Such flags may be combined together, so a single buffer can contain data to be used as vertex buffer, index buffer, and uniform buffer. I’m not 100% sure if this is guaranteed by the specification (theoretically some drivers could return disjoint sets of VkMemoryRequirements::memoryTypeBits for different usage flags), but I think that every real implementation allows that. It means we cannot clearly classify buffers and images into categories. Despite that, I decided to develop a human-friendly classification of Vulkan resources into several categories, starting from most “special”, and ending with most “common/generic” ones. I propose following algorithm:

For buffers:
  // Buffer is used as source of data for fixed-function stage of graphics pipeline.
  // It’s indirect, vertex, or index buffer.
  if ((usage & (VK_BUFFER_USAGE_INDIRECT_BUFFER_BIT |
    VK_BUFFER_USAGE_VERTEX_BUFFER_BIT |
    VK_BUFFER_USAGE_INDEX_BUFFER_BIT)) != 0)
    return class0;
  // Buffer is accessed by shaders for load/store/atomic.
  // Aka “UAV”
  else if ((usage & (VK_BUFFER_USAGE_STORAGE_BUFFER_BIT |
    VK_BUFFER_USAGE_STORAGE_TEXEL_BUFFER_BIT)) != 0)
    return class1;
  // Buffer is accessed by shaders for reading uniform data.
  // Aka “constant buffer”
  else if ((usage & (VK_BUFFER_USAGE_UNIFORM_BUFFER_BIT |
    VK_BUFFER_USAGE_UNIFORM_TEXEL_BUFFER_BIT)) != 0)
    return class2;
  // Any other type of buffer.
  // Notice that VK_BUFFER_USAGE_TRANSFER_SRC_BIT and VK_BUFFER_USAGE_TRANSFER_DST_BIT
  // flags are intentionally ignored.
  else
    return class3;

For images:
  // Image is used as depth/stencil “texture/surface”.
  if ((usage & VK_IMAGE_USAGE_DEPTH_STENCIL_ATTACHMENT_BIT) != 0)
    return class0;
  // Image is used as other type of attachment.
  // Aka “render target”
  else if ((usage & (VK_IMAGE_USAGE_INPUT_ATTACHMENT_BIT |
    VK_IMAGE_USAGE_TRANSIENT_ATTACHMENT_BIT |
    VK_IMAGE_USAGE_COLOR_ATTACHMENT_BIT)) != 0)
    return class1;
  // Image is accessed by shaders for sampling.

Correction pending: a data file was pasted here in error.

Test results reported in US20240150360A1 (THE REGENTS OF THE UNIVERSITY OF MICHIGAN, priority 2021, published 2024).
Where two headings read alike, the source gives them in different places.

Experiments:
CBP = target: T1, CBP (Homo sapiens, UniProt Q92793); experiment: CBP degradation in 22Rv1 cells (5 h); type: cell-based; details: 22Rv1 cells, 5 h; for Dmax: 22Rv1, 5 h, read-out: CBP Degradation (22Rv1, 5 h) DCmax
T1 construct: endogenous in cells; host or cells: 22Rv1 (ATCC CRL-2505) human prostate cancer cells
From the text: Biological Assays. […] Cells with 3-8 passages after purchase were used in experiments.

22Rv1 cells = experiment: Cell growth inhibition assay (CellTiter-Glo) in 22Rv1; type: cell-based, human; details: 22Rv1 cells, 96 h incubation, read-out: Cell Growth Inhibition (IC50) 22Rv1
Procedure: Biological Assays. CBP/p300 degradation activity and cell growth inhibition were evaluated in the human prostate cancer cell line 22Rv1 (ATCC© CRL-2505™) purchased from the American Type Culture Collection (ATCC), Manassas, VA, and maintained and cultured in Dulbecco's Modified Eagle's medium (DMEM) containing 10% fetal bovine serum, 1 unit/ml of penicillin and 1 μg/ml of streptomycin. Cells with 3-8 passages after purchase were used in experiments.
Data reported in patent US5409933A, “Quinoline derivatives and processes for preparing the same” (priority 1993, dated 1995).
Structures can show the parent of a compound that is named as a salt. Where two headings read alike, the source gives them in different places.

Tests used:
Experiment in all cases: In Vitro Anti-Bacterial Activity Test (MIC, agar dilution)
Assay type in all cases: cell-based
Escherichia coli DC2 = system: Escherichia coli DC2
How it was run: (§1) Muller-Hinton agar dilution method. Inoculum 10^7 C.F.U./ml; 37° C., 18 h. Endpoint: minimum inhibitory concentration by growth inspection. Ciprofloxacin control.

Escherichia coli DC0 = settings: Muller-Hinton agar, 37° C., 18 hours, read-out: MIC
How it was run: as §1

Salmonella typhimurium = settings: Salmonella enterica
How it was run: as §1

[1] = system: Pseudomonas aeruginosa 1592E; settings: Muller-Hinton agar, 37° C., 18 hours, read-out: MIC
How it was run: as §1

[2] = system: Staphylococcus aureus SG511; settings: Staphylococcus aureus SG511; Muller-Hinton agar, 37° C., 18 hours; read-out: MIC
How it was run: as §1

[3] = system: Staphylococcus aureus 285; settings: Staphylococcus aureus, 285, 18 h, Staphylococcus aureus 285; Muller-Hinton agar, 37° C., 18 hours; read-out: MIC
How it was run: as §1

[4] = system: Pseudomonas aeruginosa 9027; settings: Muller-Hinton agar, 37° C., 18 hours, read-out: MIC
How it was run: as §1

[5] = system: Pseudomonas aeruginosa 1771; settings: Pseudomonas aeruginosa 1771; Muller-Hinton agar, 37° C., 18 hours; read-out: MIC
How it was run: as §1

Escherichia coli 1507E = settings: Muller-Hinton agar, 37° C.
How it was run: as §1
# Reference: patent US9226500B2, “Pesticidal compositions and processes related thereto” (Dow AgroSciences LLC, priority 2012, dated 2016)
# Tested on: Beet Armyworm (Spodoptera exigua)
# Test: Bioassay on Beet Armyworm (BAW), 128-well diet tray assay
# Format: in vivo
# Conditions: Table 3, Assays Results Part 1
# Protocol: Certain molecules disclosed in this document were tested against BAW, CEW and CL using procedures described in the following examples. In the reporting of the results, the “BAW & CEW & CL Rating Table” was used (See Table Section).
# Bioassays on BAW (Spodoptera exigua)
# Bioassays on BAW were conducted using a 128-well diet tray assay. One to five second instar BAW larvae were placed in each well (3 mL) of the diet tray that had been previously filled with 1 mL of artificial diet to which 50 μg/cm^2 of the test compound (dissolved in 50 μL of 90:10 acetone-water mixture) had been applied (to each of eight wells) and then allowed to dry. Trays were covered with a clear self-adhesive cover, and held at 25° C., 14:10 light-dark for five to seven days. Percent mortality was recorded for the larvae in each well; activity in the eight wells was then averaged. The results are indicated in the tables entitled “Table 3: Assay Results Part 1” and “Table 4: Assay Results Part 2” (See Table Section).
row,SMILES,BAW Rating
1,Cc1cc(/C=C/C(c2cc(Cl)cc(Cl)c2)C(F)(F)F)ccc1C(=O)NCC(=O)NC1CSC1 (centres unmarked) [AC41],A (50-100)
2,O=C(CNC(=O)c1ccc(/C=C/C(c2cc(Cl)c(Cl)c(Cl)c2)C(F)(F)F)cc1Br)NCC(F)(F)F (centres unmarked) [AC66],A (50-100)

// Aka “texture”
  else if ((usage & VK_IMAGE_USAGE_SAMPLED_BIT) != 0)
    return class2;
  // Any other type of image.
  // Notice that VK_IMAGE_USAGE_TRANSFER_SRC_BIT and VK_IMAGE_USAGE_TRANSFER_DST_BIT
  // flags are intentionally ignored.
  else
    return class3;

I needed this because I wanted to introduce better coloring to VMA Dump Vis. Vulkan Memory Allocator (VMA) is a C++ library that simplifies GPU memory management in Vulkan applications. VMA Dump Vis is a Python script that can visualize JSON dump from this library on a picture. As I updated the library to remember usage flags of created resources, I wanted to use them to show more information on the picture. To do this, I defined following color scheme:

Example visualization of Vulkan memory in some game:

This color scheme is carefully designed. I based it on following principles:

  1. Brightness: Details too small to be shown as filled rectangles are black. Borders of rectangles representing allocations are dark gray. Fill colors of all allocations must be visually brighter than this.
  2. Saturation: Memory of unknown purpose (small details, free space, allocation of unknown type) is black/gray. Allocations of known type have specific color. Additionally, buffers and images with no special usage flags use more desaturated (brighter) color.
  3. Warm/cool colors: Buffers use warm colors: red, orange, yellow. Images use cool colors: purple, blue etc.
  4. Hue (1): Classes of buffers, from most special to most generic, use colors from red, through orange, to yellow. Classes of images, from most special to most generic, use colors from purple, through violet, to cyan.
  5. Hue (2): Vulkan images with VK_IMAGE_TILING_OPTIMAL should be used wherever possible, so those with VK_IMAGE_TILING_LINEAR are just marked with green. Images of unknown tiling have color between cyan and green.

You can already visualize your Vulkan memory with all these colors if you grab Vulkan Memory Allocator from development branch. I think that this classification of GPU resources and accompanying color scheme could also be useful for other graphics APIs.

Comments | #productions #libraries #vulkan Share

# Vulkan API - my talk at Warsaw University of Technology

Mon
16
Apr 2018

On Wednesday 16 April, around 8 PM, at Warsaw University of Technology, during weekly meeting of KNTG Polygon, I will give a talk about "Vulkan API" (in Polish). Come if you want to hear about new generation of graphics APIs, see how Vulkan API looks like, what tools are there to support it, what are advantages and disadvantages of using such API and finally decide whethere learning Vulkan is a good idea for you.

Event on Facebook: https://www.facebook.com/events/185314825611839/

Slides:
Vulkan API.pdf
Vulkan API.pptx

Comments | #graphics #gpu #vulkan #teaching Share

# Memory management in Vulkan and DX12: slides are online

Tue
03
Apr 2018